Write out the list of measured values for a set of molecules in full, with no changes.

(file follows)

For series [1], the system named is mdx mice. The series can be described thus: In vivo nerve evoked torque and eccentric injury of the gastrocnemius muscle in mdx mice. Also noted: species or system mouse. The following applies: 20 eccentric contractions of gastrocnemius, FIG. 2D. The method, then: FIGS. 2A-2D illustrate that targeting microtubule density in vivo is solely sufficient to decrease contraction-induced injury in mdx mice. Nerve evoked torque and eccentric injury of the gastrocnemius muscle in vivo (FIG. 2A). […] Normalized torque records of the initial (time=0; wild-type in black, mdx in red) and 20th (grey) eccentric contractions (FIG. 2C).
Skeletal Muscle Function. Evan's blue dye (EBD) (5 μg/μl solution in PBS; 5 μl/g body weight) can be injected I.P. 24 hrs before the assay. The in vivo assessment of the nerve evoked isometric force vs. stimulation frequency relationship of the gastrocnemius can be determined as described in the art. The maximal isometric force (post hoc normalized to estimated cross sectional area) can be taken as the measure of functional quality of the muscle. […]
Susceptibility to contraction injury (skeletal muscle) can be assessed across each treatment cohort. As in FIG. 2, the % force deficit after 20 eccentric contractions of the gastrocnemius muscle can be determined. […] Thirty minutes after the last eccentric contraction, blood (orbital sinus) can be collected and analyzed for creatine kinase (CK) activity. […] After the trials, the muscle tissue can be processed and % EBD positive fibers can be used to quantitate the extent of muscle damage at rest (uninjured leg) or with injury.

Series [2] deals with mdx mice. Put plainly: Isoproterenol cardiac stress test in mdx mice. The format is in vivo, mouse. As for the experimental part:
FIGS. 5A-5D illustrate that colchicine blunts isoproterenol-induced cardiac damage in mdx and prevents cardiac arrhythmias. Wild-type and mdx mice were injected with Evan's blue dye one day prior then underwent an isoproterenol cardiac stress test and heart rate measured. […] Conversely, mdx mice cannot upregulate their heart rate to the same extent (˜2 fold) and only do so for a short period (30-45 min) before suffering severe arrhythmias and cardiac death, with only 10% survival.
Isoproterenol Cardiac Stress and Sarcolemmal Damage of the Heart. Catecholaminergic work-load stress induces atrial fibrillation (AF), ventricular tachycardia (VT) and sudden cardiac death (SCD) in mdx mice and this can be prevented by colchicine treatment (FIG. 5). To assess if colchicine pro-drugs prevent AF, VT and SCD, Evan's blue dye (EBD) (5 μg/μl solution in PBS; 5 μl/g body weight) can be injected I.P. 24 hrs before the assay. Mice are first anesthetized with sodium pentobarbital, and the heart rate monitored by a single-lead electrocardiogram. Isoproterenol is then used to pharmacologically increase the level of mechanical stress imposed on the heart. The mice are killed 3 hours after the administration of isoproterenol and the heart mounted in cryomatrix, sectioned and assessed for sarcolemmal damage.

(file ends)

For series [1], the system named is mdx mice. The series can be described thus: In vivo nerve evoked torque and eccentric injury of the gastrocnemius muscle in mdx mice. Also noted: species or system mouse. The following applies: 20 eccentric contractions of gastrocnemius, FIG. 2D. The method, then: FIGS. 2A-2D illustrate that targeting microtubule density in vivo is solely sufficient to decrease contraction-induced injury in mdx mice. Nerve evoked torque and eccentric injury of the gastrocnemius muscle in vivo (FIG. 2A). […] Normalized torque records of the initial (time=0; wild-type in black, mdx in red) and 20th (grey) eccentric contractions (FIG. 2C).
Skeletal Muscle Function. Evan's blue dye (EBD) (5 μg/μl solution in PBS; 5 μl/g body weight) can be injected I.P. 24 hrs before the assay. The in vivo assessment of the nerve evoked isometric force vs. stimulation frequency relationship of the gastrocnemius can be determined as described in the art. The maximal isometric force (post hoc normalized to estimated cross sectional area) can be taken as the measure of functional quality of the muscle. […]
Susceptibility to contraction injury (skeletal muscle) can be assessed across each treatment cohort. As in FIG. 2, the % force deficit after 20 eccentric contractions of the gastrocnemius muscle can be determined. […] Thirty minutes after the last eccentric contraction, blood (orbital sinus) can be collected and analyzed for creatine kinase (CK) activity. […] After the trials, the muscle tissue can be processed and % EBD positive fibers can be used to quantitate the extent of muscle damage at rest (uninjured leg) or with injury.

Series [2] deals with mdx mice. Put plainly: Isoproterenol cardiac stress test in mdx mice. The format is in vivo, mouse. As for the experimental part:
FIGS. 5A-5D illustrate that colchicine blunts isoproterenol-induced cardiac damage in mdx and prevents cardiac arrhythmias. Wild-type and mdx mice were injected with Evan's blue dye one day prior then underwent an isoproterenol cardiac stress test and heart rate measured. […] Conversely, mdx mice cannot upregulate their heart rate to the same extent (˜2 fold) and only do so for a short period (30-45 min) before suffering severe arrhythmias and cardiac death, with only 10% survival.
Isoproterenol Cardiac Stress and Sarcolemmal Damage of the Heart. Catecholaminergic work-load stress induces atrial fibrillation (AF), ventricular tachycardia (VT) and sudden cardiac death (SCD) in mdx mice and this can be prevented by colchicine treatment (FIG. 5). To assess if colchicine pro-drugs prevent AF, VT and SCD, Evan's blue dye (EBD) (5 μg/μl solution in PBS; 5 μl/g body weight) can be injected I.P. 24 hrs before the assay. Mice are first anesthetized with sodium pentobarbital, and the heart rate monitored by a single-lead electrocardiogram. Isoproterenol is then used to pharmacologically increase the level of mechanical stress imposed on the heart. The mice are killed 3 hours after the administration of isoproterenol and the heart mounted in cryomatrix, sectioned and assessed for sarcolemmal damage.